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Cosmology, Quantum Mechanics & Consciousness Message Board › What IS "consciousness"?

What IS "consciousness"?

A former member
Post #: 27
Response to Reply 3

If you apply the approach based on my definition of predictable, you will (I hope) clearly see that you cannot "trace back" a chaotic system through time other than by observing that actual states (at the times in question) of the system itself.

Not in practice, but l don't understand ...

Please stop trying to modify what I say into something I did not say and do not agree with. No: not in practice, and not in theory or in principal either.

but l don't understand the relevance of that observation. l mean, we have every reason to believe that, say, the Andromeda galaxy actually exists, but since it's 2.2 million light years away we can't directly verify the existence and varying conditions of even a single planet orbiting a single star, yet denial of their existence would border on absurdity. (Analogy!)

The relevance is that I keep pointing out that you cannot "trace back" a chaotic system through time, and that this goes to the heart of predictability. You and Camilla keep trying to refute points I make with statements that imply you can in fact do things like that, while never confronting my views and discussing them directly. It feels like punching an air bag: if you disagree with my reasoning please bring your own arguments forward.

Some of my dearest friends are Andromedans, but even so they are a total non-sequitor. My assertion, which you argue against, so I presume you disagree with it, is that you cannot use any causal network running on a PC on planet Earth, even in principle, to determine what those lovely little Andromedans are having for breakfast.

The confusion is between the epistemic matter of our prediction and the ontological grounding as to whether a system is determined as a process in itself. ...

No. There is no confusion. Or if there is it is in your mind, not mine. Please cease these homilies on "epistemic" vs "ontological", and please stop assuming that whenever I say something you disagree with, that I MEAN something quite different from what I say, and something, moreover that I would agree is rubbish.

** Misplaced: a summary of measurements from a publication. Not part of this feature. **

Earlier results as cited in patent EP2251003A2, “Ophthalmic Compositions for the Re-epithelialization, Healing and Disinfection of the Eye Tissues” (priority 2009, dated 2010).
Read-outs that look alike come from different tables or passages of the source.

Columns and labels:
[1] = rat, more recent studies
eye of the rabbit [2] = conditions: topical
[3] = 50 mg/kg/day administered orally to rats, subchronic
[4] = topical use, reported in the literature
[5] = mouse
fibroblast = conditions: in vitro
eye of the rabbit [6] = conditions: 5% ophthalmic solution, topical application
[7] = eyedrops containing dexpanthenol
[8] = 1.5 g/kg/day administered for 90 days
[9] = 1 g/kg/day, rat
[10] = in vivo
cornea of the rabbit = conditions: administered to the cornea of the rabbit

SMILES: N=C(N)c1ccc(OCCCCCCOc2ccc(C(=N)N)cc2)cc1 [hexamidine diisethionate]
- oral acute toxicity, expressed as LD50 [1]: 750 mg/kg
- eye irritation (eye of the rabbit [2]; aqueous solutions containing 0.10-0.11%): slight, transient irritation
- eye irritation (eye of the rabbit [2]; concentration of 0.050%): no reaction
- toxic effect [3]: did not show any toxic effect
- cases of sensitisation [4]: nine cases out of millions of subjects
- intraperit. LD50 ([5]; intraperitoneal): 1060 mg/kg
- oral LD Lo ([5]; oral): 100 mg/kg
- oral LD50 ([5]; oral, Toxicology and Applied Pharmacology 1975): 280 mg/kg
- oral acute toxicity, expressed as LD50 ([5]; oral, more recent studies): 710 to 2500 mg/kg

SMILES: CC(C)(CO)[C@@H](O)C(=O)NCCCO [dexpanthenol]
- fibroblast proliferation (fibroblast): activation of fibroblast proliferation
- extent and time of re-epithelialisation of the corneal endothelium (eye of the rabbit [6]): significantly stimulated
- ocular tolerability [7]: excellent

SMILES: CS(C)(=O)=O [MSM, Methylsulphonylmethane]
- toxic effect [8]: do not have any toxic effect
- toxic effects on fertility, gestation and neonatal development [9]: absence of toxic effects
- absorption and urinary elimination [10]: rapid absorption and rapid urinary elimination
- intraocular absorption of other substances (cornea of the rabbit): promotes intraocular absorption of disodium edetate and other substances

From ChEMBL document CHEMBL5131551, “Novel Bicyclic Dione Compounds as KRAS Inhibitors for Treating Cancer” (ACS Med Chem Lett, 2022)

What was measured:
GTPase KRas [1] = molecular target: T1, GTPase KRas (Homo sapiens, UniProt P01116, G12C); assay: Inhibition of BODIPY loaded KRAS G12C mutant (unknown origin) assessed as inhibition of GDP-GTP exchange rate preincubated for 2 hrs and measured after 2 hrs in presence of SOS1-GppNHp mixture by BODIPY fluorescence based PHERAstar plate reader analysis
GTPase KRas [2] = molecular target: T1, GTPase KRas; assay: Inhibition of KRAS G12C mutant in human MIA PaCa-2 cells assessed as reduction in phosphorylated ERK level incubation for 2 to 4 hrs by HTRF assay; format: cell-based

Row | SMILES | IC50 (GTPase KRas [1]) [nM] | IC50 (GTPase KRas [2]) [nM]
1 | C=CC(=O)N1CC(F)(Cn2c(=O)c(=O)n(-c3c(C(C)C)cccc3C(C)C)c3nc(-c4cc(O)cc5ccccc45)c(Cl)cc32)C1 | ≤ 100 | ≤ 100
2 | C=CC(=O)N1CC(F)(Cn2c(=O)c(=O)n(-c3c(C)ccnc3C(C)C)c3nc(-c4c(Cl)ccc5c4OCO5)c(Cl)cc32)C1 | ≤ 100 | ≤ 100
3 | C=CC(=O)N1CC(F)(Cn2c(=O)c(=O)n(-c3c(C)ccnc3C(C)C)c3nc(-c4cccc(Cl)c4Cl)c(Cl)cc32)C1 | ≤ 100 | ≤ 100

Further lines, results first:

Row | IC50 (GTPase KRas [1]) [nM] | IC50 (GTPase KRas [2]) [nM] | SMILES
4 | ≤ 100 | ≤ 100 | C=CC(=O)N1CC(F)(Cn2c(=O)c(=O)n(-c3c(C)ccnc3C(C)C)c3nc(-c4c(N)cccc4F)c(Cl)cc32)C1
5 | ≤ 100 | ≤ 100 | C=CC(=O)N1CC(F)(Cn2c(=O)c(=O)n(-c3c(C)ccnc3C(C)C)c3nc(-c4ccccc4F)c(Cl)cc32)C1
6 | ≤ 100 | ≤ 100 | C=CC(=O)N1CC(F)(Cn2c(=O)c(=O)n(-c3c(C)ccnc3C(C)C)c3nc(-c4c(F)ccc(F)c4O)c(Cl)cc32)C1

I have to say that this line of argument, e.g:

You said X
You meant Y
Y is clearly untrue
You are obviously confused
Therefore you are wrong
Therefore X is untrue

is beginning to irk me.

Please desist.


The definition you have supplied for deterministic establishes that everything is deterministic. We have (all) agreed this. Can we stop discussing it please?

Prediction is another matter entirely, and quite disconnected from deterministic.

That means that although unstable in outcome it progresses through time apparently dependent upon the previous state, hence would be predictable in principle. Russell's definition. Though agreed perhaps not to us, with current resources.

No. we have agreed on a definition for predictable and I have shown that:
1. The fact that something is deterministic tells us nothing about whether it is predictable
2. Non-analytic systems are NOT predictable
3. This is nothing to do with "current resources": it is an issue of principle. How many times do I have to say this?

Nobody has seen fit to dispute this view or challenge my reasoning, or offer any alternate definition. Until someone does, I will assume my definitions and arguments stand. If Russell (I assume you mean Bertrand Russell) does not agree please bring him here to present his views or at least present them yourself. I cannot find his definition of predictable nor whatever reasoning he proposed to support the view that the weak definition of deterministic that we have adopted necessarily gives rise to a predictable universe.

Just saying "Bertrand Russel" is not, in fact, a complete or even a partial argument. Indeed, I'm sure he would have been the first to point out that is isn't in fact a meaningful statement at all.




...


l completely agree!

The issue there is for physics, that predictability ought not to rest solely on those within the set of the universe as it unfolds, despite this being Popper's fervent wish.

I am unable to determine what this means. The Universe itself cannot be a set, of course; and I'm struggling to figure out what the "set of the universe" might be. As far as I know any object within the event horizon of another object can have some effect on it (however miniscule) and hence form part of its complete causal network. I don't think this has anything to do with Physics. The sort of systems we are interested in are not predictable anyway, so this entire sub-discussion may be void.

Hmmmmmmmmmmmm



End of Response to Reply 3
A former member
Post #: 28
Response to Reply 4

On emergence: I am going to stick with weak emergence meaning unstable system outcomes, different macro effects but not new unpredictable properties at the reductive level once the results are called in.

I'm not sure what "at the reductive level once the results are called in" means in this (or indeed any) context;